Regarding your advice about a connection to community, I am going to try and liaise with some influencers in the fields of Down Syndrome, Intersex, Biodiversity and Abortion. I know, quite the mixed assortment. But those are among the key elements in my novel.

My thinking is that these influentials might help me publicize a crowdfunding campaign. Of course, I might just be barking into an abyss.


message 14: by Haru (new)

Haru Ichiban | 255 comments I have been wondering this for a while myself.
I know how to build a huge following by doing the method it is listed here--a lot of people at deviantArt do it by mass-faving/watching. But how many of those will even care?
I have very few followers in all media, but maybe it is a good thing to show off a big number even if they don't care?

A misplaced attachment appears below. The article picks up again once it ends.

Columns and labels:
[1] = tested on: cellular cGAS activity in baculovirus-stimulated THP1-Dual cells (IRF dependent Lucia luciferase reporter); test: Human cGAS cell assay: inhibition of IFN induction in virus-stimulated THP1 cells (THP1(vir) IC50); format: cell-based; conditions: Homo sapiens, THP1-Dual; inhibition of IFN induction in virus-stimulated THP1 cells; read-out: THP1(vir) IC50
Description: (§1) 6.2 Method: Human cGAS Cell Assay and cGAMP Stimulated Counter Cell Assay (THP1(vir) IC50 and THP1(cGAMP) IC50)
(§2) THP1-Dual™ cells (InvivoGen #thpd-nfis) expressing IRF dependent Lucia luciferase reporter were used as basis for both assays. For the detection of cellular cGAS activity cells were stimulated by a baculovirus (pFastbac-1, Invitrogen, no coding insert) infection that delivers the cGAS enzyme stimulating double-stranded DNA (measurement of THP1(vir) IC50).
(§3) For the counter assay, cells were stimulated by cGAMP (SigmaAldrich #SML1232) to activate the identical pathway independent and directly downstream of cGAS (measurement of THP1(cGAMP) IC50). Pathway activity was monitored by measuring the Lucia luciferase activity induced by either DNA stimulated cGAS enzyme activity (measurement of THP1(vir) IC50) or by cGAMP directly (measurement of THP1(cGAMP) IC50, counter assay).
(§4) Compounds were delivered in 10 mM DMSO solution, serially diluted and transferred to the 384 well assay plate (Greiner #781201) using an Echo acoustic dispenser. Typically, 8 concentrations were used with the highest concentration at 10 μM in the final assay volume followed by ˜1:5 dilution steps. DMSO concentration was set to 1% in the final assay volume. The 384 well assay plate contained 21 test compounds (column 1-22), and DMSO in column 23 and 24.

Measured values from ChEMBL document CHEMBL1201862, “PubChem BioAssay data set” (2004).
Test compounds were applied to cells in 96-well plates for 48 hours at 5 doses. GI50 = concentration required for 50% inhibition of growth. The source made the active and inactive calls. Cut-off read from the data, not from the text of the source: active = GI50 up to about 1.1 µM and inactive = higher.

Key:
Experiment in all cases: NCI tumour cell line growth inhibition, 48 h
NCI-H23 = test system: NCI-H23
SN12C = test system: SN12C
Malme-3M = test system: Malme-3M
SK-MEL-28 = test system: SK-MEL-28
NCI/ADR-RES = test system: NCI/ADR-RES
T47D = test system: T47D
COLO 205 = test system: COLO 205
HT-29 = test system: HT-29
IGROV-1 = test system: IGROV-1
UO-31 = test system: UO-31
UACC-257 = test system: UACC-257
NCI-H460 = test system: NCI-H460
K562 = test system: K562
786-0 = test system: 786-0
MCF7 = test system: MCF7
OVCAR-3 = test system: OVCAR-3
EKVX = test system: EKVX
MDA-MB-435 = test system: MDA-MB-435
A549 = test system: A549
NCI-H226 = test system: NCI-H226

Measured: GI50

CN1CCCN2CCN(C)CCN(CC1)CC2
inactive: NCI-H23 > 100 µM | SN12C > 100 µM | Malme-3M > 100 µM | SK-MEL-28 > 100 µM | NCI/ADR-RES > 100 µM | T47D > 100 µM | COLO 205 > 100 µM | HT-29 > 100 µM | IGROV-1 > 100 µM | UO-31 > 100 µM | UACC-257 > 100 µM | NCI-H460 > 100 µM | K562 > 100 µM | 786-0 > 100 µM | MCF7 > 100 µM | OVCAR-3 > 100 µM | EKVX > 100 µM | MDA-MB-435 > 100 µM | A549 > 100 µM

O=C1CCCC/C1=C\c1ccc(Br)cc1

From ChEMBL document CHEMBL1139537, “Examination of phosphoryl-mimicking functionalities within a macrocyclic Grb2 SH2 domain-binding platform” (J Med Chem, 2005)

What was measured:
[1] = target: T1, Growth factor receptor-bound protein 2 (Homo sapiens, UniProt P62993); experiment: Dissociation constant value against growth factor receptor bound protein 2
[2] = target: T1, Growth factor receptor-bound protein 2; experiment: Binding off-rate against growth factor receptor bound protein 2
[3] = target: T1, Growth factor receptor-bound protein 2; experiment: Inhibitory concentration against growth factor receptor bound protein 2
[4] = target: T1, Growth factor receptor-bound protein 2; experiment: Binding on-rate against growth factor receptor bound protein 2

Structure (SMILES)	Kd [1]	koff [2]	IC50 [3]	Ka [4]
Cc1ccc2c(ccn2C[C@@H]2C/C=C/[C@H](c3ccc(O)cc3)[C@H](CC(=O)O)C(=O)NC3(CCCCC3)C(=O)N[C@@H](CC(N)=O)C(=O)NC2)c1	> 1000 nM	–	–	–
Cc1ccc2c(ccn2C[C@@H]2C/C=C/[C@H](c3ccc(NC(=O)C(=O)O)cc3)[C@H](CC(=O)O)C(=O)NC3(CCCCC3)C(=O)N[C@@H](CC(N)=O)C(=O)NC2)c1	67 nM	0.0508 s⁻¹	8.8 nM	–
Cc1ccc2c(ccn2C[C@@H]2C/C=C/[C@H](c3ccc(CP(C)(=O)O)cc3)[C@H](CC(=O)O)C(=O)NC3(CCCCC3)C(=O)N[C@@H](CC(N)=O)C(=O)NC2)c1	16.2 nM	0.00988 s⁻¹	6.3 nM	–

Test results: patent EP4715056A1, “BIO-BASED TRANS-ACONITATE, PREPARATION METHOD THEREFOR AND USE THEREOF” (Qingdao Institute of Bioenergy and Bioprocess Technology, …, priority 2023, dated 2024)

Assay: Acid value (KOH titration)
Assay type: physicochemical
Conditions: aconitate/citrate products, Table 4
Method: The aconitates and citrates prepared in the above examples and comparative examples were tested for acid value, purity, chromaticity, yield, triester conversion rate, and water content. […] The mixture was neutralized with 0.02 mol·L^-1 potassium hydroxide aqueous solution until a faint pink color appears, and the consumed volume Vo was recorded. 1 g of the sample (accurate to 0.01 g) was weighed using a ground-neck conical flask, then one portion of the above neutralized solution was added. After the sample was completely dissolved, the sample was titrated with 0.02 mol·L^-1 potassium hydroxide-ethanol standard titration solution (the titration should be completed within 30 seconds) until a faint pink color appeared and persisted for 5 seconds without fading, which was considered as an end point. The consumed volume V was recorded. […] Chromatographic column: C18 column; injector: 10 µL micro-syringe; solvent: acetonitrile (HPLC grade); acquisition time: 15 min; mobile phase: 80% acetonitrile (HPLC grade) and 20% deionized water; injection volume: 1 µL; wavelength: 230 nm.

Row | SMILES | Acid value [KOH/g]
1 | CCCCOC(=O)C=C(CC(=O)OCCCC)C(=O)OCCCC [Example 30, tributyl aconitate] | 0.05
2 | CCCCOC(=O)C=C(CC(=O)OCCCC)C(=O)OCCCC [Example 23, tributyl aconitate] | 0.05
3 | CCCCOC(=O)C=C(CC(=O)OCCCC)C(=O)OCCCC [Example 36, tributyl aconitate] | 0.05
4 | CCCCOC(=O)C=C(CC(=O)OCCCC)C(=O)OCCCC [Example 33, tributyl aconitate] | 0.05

message 15: by Kaylee (new)

Kaylee Dolat | 91 comments Mark wrote: "Phillip wrote: "A friend of mine used Publishizer. He had around 330 pre-orders. The more preorders, the bigger the publisher that asks to work with you. "

Thanks for pointing this out, Phillip. I..."


It sounds like a great opportunity, but I've been burned one too many times. Would they charge a fee or take part of the percentage once you signed with a contractor? Would part of the contract have to include them? Too many questions that need to be answered. I suppose we could always try to reach out to someone that's done that before for more insight.

Thanks for the add!


message 16: by Kaylee (new)

Kaylee Dolat | 91 comments Justin wrote: "At first I never understood the point of crowdfunding but then I looked into it and thought it was a good idea. I would strongly consider it however I feel like it would be really difficult for me ..."

I think mine would be difficult. I feel like for some of those larger crowdfunding platforms you would NEED a crowd in order to help you see anything out of it.

I have heard that Kickstarter has a lot of fees for helping you reach your goals. So, in essence, you'd need to put a higher dollar amount on the release and what you need.


message 17: by Kaylee (new)